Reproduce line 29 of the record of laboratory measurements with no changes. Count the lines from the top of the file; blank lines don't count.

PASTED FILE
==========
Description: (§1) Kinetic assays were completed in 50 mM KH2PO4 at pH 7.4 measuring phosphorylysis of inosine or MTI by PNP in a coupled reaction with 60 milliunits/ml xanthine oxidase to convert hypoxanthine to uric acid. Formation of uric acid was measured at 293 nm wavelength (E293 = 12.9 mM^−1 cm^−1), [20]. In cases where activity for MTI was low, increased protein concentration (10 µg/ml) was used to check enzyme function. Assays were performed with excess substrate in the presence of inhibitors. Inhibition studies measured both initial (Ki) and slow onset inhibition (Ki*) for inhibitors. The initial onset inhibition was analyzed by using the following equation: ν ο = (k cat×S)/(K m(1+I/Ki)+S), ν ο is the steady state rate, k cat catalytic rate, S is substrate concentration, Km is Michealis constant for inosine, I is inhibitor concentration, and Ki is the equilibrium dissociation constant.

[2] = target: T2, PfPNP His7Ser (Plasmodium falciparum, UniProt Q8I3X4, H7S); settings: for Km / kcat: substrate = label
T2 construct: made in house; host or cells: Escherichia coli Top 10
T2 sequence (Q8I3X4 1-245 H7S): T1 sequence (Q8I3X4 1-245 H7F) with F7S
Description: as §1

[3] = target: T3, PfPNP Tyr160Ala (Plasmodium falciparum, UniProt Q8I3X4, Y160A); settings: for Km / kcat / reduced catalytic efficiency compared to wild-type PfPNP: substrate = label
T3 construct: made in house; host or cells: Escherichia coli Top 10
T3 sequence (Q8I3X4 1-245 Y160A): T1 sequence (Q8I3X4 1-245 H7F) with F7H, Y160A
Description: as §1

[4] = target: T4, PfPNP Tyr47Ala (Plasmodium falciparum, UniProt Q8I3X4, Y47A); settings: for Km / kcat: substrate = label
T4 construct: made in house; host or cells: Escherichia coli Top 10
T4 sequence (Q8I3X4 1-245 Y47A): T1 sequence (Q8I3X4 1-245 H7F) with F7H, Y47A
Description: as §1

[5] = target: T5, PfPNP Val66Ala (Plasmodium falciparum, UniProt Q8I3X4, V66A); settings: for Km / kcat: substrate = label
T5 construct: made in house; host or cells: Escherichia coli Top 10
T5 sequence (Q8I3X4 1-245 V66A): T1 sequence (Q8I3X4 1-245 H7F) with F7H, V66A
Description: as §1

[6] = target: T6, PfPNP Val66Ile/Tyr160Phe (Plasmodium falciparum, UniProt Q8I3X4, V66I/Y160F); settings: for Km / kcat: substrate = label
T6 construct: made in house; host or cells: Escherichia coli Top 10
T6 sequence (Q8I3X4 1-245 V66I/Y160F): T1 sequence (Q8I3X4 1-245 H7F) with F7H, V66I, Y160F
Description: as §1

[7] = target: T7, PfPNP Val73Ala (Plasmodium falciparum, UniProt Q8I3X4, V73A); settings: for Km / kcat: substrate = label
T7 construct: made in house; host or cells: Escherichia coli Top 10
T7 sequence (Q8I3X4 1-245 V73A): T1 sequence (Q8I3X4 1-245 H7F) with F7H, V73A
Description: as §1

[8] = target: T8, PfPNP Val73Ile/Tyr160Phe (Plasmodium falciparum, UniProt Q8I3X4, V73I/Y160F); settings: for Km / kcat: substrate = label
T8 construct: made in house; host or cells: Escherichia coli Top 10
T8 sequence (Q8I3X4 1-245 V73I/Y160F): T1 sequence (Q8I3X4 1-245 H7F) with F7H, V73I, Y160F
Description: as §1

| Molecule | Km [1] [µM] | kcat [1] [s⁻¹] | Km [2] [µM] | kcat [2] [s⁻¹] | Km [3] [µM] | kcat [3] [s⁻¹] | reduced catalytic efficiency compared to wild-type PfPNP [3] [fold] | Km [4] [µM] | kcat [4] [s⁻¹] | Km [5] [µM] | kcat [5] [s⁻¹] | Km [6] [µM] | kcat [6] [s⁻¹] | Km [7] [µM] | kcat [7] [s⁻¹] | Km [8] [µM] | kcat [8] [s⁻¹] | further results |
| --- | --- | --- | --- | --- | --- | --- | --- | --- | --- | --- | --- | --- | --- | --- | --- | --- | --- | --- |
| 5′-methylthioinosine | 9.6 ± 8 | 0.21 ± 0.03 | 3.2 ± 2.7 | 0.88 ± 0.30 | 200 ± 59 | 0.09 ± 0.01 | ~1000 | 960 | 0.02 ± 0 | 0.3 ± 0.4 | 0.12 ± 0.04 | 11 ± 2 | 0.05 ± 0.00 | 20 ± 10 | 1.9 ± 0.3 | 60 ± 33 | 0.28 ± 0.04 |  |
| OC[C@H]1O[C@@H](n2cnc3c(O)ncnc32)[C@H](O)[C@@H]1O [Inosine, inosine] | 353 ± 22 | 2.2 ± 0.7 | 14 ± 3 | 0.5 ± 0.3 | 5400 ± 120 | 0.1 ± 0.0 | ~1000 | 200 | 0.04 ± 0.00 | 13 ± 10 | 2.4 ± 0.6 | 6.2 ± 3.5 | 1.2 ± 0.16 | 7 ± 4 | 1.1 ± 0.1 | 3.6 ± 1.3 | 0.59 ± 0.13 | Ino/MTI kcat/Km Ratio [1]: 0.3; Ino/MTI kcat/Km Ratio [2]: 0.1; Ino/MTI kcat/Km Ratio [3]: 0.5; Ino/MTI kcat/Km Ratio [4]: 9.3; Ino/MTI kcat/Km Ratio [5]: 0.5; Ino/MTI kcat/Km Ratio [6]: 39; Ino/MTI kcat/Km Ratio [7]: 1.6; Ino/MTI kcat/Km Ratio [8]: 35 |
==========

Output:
Description: as §1